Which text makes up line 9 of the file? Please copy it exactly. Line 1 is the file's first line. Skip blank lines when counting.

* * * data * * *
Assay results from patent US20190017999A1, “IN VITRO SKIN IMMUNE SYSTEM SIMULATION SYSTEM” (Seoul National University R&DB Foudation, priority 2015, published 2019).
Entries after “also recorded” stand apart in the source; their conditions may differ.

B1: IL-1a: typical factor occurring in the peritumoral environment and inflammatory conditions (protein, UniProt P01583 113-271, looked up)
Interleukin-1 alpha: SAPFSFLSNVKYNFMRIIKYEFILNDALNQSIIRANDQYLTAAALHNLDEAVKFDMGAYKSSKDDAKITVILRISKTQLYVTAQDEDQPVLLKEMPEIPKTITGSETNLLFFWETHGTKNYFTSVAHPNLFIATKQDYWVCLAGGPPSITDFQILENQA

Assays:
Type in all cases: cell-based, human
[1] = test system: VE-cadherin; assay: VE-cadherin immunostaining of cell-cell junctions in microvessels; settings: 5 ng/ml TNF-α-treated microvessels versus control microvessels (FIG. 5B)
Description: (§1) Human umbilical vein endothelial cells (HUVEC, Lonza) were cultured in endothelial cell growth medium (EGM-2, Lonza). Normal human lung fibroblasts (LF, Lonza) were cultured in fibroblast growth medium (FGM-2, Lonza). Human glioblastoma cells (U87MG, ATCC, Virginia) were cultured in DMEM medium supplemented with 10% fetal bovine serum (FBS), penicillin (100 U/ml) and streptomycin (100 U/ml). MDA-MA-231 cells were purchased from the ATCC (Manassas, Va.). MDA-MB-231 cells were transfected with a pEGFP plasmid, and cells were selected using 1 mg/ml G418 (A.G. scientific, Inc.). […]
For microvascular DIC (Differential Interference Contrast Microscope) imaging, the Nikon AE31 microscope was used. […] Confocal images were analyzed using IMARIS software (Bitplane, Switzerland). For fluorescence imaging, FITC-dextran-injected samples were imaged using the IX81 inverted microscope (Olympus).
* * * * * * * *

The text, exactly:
For microvascular DIC (Differential Interference Contrast Microscope) imaging, the Nikon AE31 microscope was used. […] Confocal images were analyzed using IMARIS software (Bitplane, Switzerland). For fluorescence imaging, FITC-dextran-injected samples were imaged using the IX81 inverted microscope (Olympus).